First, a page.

Catch-22 in Ed: Laws to Fix Broken Laws, Which Really Fix Nothing, At All

25 Aug

Here’s my problem with privatizing education – it’s a scandal.

The argument for privatizing public education is that public schools are failing our kids. Alternatives (private education) should be available.

This is great – in theory. If children truly are not learning at an institution, they should be allowed to pursue education elsewhere. But here’s the problem with sending kids away from public schools:

Public schools are determined as “failing” by arbitrary federal laws and standards. The private alternative education centers are not constrained by the laws the government puts on public schools to improve performance. However, private education ventures are being supported by public funds (this is the purpose vouchers serve). If the federal government truly believes that its laws will improve the state of public education, any institution receiving any amount of funding from public tax dollars should be subject to the same laws.

But private institutions are not.

Is this not contradictory? The government imposes laws to improve public schools and shuts them down when they cannot meet standards. In the same breath, our federal powers turn around and hand public funding to schools that are unregulated. Let’s not forget that we’re also shutting down public schools and inviting private charters to take them over. Has anyone ever read this book?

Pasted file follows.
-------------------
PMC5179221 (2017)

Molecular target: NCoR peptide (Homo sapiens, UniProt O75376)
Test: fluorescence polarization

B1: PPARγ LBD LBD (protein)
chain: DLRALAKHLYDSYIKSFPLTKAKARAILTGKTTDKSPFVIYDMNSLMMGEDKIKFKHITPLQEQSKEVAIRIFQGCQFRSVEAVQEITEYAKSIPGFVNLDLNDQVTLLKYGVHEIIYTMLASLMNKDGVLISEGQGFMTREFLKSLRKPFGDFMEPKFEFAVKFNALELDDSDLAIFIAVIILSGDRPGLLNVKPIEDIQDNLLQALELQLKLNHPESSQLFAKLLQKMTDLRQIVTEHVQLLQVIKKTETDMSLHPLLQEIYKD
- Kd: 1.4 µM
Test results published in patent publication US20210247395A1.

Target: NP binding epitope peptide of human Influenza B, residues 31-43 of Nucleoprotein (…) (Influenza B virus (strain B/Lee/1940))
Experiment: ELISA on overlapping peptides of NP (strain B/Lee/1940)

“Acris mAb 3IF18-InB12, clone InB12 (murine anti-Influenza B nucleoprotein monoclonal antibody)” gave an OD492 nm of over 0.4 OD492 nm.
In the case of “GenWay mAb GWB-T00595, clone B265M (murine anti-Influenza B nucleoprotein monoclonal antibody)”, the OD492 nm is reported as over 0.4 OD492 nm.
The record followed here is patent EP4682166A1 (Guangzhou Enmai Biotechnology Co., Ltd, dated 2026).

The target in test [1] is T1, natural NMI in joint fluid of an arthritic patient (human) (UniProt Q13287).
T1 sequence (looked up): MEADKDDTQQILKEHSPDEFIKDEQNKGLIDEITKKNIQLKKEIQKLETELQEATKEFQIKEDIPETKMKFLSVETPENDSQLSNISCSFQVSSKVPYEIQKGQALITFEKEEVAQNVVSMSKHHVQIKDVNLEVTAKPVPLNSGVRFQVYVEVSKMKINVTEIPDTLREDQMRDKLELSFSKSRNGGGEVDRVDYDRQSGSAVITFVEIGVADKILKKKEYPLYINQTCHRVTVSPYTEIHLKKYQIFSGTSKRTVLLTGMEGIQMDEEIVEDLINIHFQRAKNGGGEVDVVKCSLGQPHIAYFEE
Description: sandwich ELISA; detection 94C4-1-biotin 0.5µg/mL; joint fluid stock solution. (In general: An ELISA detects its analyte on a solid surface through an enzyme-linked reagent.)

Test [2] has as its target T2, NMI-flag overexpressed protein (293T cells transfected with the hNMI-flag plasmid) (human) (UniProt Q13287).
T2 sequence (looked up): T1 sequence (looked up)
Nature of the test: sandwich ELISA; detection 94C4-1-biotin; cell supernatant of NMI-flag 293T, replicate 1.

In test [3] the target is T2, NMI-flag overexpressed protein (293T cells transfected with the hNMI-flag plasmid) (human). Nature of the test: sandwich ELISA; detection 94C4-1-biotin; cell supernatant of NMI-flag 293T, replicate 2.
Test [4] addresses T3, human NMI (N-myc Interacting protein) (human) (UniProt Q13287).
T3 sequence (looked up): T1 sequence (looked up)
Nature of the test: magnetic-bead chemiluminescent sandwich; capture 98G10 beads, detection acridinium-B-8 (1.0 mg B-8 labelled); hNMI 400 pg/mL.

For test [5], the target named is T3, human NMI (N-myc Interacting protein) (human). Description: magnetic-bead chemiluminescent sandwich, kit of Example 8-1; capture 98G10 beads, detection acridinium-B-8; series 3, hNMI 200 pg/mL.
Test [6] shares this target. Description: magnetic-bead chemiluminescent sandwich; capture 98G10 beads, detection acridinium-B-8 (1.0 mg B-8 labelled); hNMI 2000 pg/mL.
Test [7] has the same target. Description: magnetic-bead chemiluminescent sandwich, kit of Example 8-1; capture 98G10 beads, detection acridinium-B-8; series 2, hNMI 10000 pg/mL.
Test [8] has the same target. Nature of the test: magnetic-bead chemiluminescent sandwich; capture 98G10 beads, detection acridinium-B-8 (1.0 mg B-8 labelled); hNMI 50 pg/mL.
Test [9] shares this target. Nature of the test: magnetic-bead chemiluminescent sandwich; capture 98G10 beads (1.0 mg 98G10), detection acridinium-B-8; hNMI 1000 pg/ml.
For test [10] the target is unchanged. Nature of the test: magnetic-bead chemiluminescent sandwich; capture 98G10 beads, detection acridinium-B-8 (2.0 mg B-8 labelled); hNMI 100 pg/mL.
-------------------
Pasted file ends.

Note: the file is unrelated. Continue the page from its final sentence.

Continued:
Ah, yes. More federal laws and regulations fix everything!

So we create laws to improve public school performance, and when these laws don’t work, we create more Laws. More Standards. We make schools sign on (ahem, RACE TO THE TOP) to receive desperately needed funding. Then we give funding to lawless schools and marvel at their performance (even though it’s been proven to be no better than a public school).

If we want to offer alternative education to kids using public funds, why can we not create a special public school in which federal laws and regulations are suspended? That way, public funds go to public institutions and the people retain their voice.

Instead, we’re slashing funding for education, giving some of what little we have to private ventures, and attacking those who serve in the public system.

Maybe I’ll just join the military.


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